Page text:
The History of the Development of the PrIME Technology


Where it all started – Gradient Labs Circ 1984

Where it all started – Gradient Labs Circ 1984

Dr Joel Margolis invented the original PrIME unit in 1984. Dr Margolis invented the PrIME Technology when he learnt that NASA was attempting biological separations in space. He reasoned that an innovative approach to technology that worked in earth’s gravitational field was a pre-requisite for a bioseparation technology to work in space. Dr Margolis was a world renowned scientist in the field of Haematology. Dr Margolis’ achievements includes involvement in the discovery of the blood clotting Factor XII and the ground breaking research to manufacture therapeutic FVIII AIDS free. His production method was adopted by CSL, who sold their FVIII until the early 2000s as the ‘Margolis FVIII’. In the late 70’s Joel teamed up with Dr Perry Manusu to set up Gradipore. Perry had been a very successful Veterinary Surgeon creating the largest Veterinary practice in Sydney and establishing a Veterinary pharmaceutical company called Troy Laboratories. Dr Manusu, together with his son, John Manusu, then set up Gradipore, took it public in 1986 raising the seed funds to develop the PrIME Technology.

1984 - 1997

Perry and  John Manusu set up Gradipore in 1985, took it public in 1986 raising the seed funds to develop the PrIME Technology. During the period 1984 to 1998 the PrIME Technology was developed by Dr Margolis and Dr Perry Manusu. They created a number of improved units, developed the initial membranes and separation protocols. In 1995 Dr Margolis retired. Also during this period, initial work was undertaken by Prof David Solomon of The Melbourne University, School of Chemistry to produce a continuous membrane manufacturing process. Prof Solomon is best known as the recipient of the Australian Bicentennial Science award for developing Australia’s plastic currency which has been adopted by a number of counties. The initial separations undertaken by Drs Margolis and Manusu were done using a number of different raw materials including human plasma, eggs and wheat.

1998 -2003

In 1998 Dr Hari Nair joined Gradipore to head up the development of the PrIME process. Given Dr Nair’s background in the Fibrinogen area, he focused the research on separation of human plasma, and specifically the replication and scale up of the existing fractionation processes using PrIME. By 2000, separation protocols had been established for human Albumin, IVIG and a number of other plasma proteins. At this stage Dr Perry Manusu retired from the Board, but maintained an ongoing involvement in the R&D area. Dr Nair organised for work to show the PrIME process could remove viruses, bacteria, endotoxins and prions from the source material including plasma proteins. The prion removal work was undertaken in association with the Scottish National Blood Transfusion Service and QOne Biotech (Now owned by BioReliance) in 2002. Throughout the period 1999 to 2003 a number of demonstrations of the PrIME Technology were undertaken with the large fractionators. While these separations were successful there was always the question of how to incorporate this technology into their fractionation process, particularly given the millions of liters processed by the larger fractionators. As such the process was not adopted by the large fractionators. Ultimately the fractionators decided not to adopt the PrIME Technology as it would take 5 years to gain regulatory approval and cost in excess of $50m.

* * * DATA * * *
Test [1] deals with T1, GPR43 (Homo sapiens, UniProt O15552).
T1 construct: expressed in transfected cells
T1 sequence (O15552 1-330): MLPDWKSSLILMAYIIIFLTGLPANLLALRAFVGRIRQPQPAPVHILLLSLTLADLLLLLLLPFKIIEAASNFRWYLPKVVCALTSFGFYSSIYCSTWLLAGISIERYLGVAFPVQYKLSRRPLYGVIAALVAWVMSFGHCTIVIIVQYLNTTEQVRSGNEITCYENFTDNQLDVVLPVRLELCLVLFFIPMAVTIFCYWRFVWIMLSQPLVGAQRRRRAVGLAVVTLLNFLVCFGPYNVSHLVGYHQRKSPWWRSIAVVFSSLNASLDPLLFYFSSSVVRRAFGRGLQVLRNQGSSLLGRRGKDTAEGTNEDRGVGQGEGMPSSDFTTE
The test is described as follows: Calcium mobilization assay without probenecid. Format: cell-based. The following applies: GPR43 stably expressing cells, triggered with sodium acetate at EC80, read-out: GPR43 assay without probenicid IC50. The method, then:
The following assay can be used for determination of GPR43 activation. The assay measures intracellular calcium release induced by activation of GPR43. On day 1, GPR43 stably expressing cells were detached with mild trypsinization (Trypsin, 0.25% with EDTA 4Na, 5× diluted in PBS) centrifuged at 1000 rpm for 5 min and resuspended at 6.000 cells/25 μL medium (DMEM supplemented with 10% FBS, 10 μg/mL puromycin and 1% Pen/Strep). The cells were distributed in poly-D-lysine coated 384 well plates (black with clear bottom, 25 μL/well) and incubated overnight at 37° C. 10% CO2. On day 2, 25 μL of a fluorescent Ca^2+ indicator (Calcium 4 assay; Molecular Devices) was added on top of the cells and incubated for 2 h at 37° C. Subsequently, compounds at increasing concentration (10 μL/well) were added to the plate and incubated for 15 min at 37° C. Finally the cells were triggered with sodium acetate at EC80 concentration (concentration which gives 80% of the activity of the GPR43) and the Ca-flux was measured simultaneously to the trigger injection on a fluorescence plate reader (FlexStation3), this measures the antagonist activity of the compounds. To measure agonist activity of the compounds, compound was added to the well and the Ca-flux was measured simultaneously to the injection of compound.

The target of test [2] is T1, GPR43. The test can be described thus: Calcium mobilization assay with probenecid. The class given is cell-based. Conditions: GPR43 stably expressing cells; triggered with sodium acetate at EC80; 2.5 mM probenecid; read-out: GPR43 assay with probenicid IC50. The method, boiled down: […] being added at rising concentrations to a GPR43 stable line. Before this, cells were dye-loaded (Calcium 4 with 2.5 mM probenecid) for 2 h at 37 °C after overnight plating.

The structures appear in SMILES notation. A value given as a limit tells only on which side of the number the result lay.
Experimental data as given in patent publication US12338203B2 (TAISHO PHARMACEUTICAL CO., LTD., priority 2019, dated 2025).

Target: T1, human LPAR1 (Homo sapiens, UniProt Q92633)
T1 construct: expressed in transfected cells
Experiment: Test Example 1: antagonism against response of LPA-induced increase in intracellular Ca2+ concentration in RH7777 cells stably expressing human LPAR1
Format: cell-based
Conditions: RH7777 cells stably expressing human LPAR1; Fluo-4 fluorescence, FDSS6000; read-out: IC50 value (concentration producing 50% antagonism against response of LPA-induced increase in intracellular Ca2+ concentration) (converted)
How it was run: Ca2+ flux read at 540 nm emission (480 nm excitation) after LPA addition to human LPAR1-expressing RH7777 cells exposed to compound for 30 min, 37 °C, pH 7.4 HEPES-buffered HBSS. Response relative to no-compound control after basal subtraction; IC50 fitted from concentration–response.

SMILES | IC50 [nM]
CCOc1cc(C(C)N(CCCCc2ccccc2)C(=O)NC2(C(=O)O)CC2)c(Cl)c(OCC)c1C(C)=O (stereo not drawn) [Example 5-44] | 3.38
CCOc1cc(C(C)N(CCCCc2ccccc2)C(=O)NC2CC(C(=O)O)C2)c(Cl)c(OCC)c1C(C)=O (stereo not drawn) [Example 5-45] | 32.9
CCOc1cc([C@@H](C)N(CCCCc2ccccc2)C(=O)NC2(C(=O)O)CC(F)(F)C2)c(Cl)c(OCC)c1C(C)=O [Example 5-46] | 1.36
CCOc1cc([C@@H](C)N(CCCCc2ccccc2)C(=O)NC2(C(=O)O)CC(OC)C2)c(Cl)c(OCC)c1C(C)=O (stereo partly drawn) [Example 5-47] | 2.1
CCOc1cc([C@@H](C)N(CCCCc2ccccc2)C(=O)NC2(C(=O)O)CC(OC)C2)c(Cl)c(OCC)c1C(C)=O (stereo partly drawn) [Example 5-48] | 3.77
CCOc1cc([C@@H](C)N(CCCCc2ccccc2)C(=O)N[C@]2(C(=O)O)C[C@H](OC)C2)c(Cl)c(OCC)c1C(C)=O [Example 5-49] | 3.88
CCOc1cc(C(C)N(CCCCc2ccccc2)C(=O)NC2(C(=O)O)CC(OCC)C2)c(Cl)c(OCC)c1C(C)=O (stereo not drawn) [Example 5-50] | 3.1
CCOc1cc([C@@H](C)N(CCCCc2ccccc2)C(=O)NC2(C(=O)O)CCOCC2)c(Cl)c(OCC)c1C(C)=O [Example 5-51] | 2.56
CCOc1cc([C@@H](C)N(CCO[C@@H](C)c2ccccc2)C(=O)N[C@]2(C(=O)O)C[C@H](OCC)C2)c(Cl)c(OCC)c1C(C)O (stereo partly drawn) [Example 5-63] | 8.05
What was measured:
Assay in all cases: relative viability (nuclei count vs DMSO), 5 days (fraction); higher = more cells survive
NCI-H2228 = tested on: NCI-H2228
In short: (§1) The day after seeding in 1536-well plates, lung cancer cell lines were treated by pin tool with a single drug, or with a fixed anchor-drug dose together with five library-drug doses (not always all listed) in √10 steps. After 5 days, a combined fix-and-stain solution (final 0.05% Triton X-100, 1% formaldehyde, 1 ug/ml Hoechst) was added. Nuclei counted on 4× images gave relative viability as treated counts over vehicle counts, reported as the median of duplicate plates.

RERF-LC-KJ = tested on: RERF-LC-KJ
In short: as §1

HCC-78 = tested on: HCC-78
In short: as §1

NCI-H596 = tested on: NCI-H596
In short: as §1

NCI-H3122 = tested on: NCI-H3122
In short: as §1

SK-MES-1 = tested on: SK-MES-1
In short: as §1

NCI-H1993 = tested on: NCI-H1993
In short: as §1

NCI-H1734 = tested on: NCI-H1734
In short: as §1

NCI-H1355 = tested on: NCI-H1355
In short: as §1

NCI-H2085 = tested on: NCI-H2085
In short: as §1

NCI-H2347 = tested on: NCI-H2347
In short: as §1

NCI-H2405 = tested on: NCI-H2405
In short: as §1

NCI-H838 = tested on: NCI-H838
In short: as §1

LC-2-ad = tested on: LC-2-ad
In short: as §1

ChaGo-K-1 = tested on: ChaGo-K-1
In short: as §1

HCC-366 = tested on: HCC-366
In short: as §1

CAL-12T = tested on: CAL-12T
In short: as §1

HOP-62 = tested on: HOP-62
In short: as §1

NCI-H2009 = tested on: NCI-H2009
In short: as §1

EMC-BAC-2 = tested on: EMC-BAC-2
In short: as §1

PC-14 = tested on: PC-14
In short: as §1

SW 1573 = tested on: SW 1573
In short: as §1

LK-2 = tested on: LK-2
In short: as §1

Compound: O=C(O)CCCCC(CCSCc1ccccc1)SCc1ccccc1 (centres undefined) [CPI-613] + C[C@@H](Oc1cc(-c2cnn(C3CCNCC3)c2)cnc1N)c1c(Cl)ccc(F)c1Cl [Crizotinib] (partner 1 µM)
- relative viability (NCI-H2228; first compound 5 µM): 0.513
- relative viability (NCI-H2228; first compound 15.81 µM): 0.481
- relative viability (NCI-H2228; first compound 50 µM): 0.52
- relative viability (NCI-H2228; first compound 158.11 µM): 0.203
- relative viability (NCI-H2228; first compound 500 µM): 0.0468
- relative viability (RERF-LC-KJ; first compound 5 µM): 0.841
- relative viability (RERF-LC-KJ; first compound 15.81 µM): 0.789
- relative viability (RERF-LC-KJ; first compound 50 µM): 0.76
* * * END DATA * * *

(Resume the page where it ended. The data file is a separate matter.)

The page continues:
Researcher with the first commercial embodiment of the PrIME Technology – BF-400 Circ 1998

Researcher with the first commercial embodiment of the PrIME Technology – BF-400 Circ 1998

2003 - 2013

Between 2003 and 2009 the focus was on creating the largest independent plasma collection business. This business was ultimately sold to several fractionators at which time the focus returned to developing the PrIME Technology. In 2009 a new opportunity arose to process small volumes of plasma associated with the creation of a SARS hyperimmune. Dr Hari Nair and John Manusu approached the Singapore Government to see if the PrIME Technology could help address this issue. Over the next 3 years Dr Nair developed a disposable version of the PrIME Technology which could process small volumes. By making the process disposable it also enabled the PrIME Technology to process the plasma that is currently underutilised in many countries. This plasma, which we call Currently Underutilised Plasma (CUP), if processed could be used to save many lives. In July 2011 PrIME Biologics was awarded a soft loan from the Singapore Government EDB. This Government support was an important factor which helped PrIME Biologics acquired a state of the art manufacturing facility in Singapore. With the purchase of this facility PrIME Biologics was able to raise the required funds to set up a current Good Manufacturing Practice (cGMP) facility and bring the first therapeutic product manufactured using the PrIME Technology to market.